Thursday, August 21, 2008

Tears of Joy for a Czech Champion on a Special Day

....Barbora Spotakova of the Czech Republic after her winning throw on Thursday. (EPA/Kay Nietfeld)

BEIJING — Barbora Spotakova’s evening ended in tears.She cried after her last throw in the women’s javelin final, she cried as the competitors did a victory lap, she cried as she put on her track suit and she cried as she sang the Czech national anthem on the top step of the podium.
After her opening throw Thursday night, Spotakova had strutted and stretched her arm above her, index finger pointing upward. The throw, 69.32 meters (227 feet 1 inch), was long but 10 centimeters (4 inches) shorter than the first-round throw of the Russian, Maria Abakumova.
As mist turned to drizzle and then to rain that puddled the apron around the track, the throws fell shorter. Sometimes the competitors fell as Britain’s Goldie Sayers did, slipping on a stripe of rain-slicked paint. Abakumova stretched her lead with a throw of 70.78 meters (232 feet 2 inches) in the fourth round, a European record.
Lying in second place, Spotakova had the penultimate throw in the last round.
‘‘Aug. 21 is a very special day for the Czech Republic — it’s the 40th anniversary of the Soviet invasion in 1968,’’ she said afterward. ‘‘I of course had a Russian competitor against me. She was winning with such a long throw,” she added, and said she wondered if she’d be able to turn the date to her advantage.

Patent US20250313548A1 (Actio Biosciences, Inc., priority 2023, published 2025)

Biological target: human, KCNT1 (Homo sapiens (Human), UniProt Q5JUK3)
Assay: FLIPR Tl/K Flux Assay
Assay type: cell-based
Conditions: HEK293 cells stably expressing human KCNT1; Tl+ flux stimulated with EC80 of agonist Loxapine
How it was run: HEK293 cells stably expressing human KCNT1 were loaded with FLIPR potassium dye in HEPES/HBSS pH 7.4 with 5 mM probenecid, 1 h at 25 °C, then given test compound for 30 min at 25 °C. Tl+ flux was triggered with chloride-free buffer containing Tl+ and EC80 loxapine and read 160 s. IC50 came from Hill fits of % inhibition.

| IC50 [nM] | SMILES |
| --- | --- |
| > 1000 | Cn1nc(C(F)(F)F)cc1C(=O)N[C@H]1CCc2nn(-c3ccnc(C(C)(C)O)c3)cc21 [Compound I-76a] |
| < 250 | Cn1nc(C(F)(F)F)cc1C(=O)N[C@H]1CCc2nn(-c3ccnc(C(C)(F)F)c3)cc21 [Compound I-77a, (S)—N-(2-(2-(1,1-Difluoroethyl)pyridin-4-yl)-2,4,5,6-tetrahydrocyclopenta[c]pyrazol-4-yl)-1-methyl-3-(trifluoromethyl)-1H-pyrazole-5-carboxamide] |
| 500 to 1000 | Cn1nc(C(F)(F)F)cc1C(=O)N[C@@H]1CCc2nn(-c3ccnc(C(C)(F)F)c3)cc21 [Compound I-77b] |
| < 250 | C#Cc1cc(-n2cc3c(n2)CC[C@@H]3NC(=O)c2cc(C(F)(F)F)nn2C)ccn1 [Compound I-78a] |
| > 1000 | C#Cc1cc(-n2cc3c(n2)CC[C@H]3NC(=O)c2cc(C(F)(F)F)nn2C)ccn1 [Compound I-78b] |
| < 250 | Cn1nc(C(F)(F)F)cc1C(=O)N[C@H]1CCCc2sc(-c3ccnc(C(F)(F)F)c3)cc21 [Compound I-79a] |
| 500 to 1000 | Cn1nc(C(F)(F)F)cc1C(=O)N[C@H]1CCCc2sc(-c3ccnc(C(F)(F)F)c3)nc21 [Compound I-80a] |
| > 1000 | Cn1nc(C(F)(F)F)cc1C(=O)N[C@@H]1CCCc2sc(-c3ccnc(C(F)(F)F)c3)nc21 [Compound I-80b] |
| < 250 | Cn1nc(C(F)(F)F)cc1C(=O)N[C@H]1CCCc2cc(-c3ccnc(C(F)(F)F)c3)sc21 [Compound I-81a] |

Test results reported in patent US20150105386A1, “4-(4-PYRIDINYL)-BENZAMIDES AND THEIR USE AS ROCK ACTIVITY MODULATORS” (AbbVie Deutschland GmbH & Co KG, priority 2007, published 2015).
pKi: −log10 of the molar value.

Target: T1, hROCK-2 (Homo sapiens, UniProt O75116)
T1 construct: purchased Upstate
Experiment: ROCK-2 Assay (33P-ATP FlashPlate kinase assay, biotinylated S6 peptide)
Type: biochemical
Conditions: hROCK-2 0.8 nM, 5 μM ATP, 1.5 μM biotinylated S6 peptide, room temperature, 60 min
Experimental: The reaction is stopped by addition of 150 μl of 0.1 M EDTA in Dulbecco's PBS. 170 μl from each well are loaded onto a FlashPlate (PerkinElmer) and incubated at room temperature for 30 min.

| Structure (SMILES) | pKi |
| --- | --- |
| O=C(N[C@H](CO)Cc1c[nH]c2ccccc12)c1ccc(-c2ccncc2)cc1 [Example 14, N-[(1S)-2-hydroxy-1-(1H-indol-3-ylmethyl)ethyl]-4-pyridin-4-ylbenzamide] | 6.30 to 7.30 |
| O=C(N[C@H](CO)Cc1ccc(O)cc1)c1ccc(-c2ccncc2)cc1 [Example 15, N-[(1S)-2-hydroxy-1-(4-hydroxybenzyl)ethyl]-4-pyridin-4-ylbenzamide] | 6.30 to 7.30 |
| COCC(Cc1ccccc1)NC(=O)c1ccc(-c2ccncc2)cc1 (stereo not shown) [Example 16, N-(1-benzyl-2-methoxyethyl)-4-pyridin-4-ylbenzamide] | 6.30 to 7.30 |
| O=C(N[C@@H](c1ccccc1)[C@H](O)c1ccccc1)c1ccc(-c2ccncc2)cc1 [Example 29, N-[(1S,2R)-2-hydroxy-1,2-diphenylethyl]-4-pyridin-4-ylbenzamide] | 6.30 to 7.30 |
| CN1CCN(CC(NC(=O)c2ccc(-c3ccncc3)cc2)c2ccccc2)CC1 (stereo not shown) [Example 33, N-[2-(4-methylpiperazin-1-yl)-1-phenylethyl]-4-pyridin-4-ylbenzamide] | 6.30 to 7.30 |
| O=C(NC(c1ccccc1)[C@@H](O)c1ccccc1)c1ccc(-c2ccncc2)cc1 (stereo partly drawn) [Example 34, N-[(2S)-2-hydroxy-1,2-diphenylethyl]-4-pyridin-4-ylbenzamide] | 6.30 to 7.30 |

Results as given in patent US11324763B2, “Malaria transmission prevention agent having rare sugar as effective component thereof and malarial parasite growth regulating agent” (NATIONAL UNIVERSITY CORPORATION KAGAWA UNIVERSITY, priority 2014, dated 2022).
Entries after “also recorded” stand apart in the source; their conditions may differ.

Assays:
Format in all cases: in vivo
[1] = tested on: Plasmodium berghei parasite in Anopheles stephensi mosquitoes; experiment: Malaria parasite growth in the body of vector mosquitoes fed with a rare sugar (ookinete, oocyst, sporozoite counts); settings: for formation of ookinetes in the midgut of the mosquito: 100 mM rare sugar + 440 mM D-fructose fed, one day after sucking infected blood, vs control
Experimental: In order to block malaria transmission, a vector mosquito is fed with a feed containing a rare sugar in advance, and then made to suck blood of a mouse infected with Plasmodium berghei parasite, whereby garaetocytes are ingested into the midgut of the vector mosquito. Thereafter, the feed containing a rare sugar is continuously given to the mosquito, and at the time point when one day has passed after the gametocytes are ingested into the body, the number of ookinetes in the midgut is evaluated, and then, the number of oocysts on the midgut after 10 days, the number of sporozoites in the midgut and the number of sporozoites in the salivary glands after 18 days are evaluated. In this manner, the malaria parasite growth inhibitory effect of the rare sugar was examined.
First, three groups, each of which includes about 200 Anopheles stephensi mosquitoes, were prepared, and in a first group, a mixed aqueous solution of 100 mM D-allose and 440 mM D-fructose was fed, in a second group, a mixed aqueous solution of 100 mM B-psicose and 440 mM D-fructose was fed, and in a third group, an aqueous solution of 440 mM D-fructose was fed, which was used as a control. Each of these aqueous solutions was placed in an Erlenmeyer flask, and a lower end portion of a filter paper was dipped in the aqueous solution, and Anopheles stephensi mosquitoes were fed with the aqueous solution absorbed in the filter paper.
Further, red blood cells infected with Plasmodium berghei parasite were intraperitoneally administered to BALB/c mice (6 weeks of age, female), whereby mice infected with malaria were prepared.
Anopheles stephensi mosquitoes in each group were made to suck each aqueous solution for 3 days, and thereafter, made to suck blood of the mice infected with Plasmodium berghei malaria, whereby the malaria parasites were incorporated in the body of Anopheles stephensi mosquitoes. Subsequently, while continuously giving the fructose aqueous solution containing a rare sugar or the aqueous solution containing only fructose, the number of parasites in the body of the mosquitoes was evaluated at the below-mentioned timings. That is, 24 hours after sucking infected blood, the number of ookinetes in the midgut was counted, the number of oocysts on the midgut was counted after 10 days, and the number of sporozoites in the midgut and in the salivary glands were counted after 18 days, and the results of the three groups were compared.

Javelin throwers say they know when a throw is right, but this seems to have been an out-of-body experience.
As Spotakova released the javelin an expression that mixed anticipation and disbelief rushed across her face. As it hit the ground, Spotakova also fell to earth. The throw was 71.42 meters (234 feet 4 inches), 11 centimeters below the world record, but enough for victory.
‘‘I don’t know how I did it,’’ Spotakova said. ‘‘I had to do a miracle.’’
‘‘I can’t remember before the throw or after the throw. Nothing.’’
Abakumova could not summon up a miracle of her own with the last throw and finished second. Christina Obergfoll of Germany was third with a throw of 66.13 meters.
Osleidys Menendez, the Cuban who holds the world record and held the Olympic title was sixth. In the men’s triple jump the lead skipped back and forth between the top two finishers. Phillips Edowu, a Briton, took the lead in the first round. Nelson Evora of Portugal overtook him in the second round. Edowu took it back in the third round with a leap of 17.62 meters but in the first round Evora went 17.67, to win.
The top four men were tightly bunched. Leevan Sands of Bahamas was third with a jump of 17.59. Arnie David Girat of Cuba was fourth, another two centimeters back.